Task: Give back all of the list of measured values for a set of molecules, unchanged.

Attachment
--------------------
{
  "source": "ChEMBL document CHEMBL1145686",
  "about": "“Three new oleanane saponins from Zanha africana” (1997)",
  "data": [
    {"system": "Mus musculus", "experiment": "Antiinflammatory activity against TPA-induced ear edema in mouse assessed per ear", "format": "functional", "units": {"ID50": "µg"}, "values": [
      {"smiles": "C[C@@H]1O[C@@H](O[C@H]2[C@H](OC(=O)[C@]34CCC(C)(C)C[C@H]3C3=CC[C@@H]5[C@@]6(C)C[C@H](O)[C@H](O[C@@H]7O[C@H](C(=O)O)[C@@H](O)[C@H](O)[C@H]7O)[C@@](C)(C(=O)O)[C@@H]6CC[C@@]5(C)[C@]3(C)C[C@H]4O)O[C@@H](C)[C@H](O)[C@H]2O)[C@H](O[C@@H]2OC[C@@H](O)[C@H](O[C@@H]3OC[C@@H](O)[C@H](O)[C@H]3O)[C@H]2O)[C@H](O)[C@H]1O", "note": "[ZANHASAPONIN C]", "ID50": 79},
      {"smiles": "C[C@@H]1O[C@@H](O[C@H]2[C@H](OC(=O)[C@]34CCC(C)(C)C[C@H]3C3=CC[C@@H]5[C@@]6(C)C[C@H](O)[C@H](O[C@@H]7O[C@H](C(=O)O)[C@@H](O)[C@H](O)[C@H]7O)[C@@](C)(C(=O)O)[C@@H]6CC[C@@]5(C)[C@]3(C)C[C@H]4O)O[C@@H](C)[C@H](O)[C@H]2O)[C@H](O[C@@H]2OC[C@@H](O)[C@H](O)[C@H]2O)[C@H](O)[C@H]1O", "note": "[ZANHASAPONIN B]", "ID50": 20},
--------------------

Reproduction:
{
  "source": "ChEMBL document CHEMBL1145686",
  "about": "“Three new oleanane saponins from Zanha africana” (1997)",
  "data": [
    {"system": "Mus musculus", "experiment": "Antiinflammatory activity against TPA-induced ear edema in mouse assessed per ear", "format": "functional", "units": {"ID50": "µg"}, "values": [
      {"smiles": "C[C@@H]1O[C@@H](O[C@H]2[C@H](OC(=O)[C@]34CCC(C)(C)C[C@H]3C3=CC[C@@H]5[C@@]6(C)C[C@H](O)[C@H](O[C@@H]7O[C@H](C(=O)O)[C@@H](O)[C@H](O)[C@H]7O)[C@@](C)(C(=O)O)[C@@H]6CC[C@@]5(C)[C@]3(C)C[C@H]4O)O[C@@H](C)[C@H](O)[C@H]2O)[C@H](O[C@@H]2OC[C@@H](O)[C@H](O[C@@H]3OC[C@@H](O)[C@H](O)[C@H]3O)[C@H]2O)[C@H](O)[C@H]1O", "note": "[ZANHASAPONIN C]", "ID50": 79},
      {"smiles": "C[C@@H]1O[C@@H](O[C@H]2[C@H](OC(=O)[C@]34CCC(C)(C)C[C@H]3C3=CC[C@@H]5[C@@]6(C)C[C@H](O)[C@H](O[C@@H]7O[C@H](C(=O)O)[C@@H](O)[C@H](O)[C@H]7O)[C@@](C)(C(=O)O)[C@@H]6CC[C@@]5(C)[C@]3(C)C[C@H]4O)O[C@@H](C)[C@H](O)[C@H]2O)[C@H](O[C@@H]2OC[C@@H](O)[C@H](O)[C@H]2O)[C@H](O)[C@H]1O", "note": "[ZANHASAPONIN B]", "ID50": 20},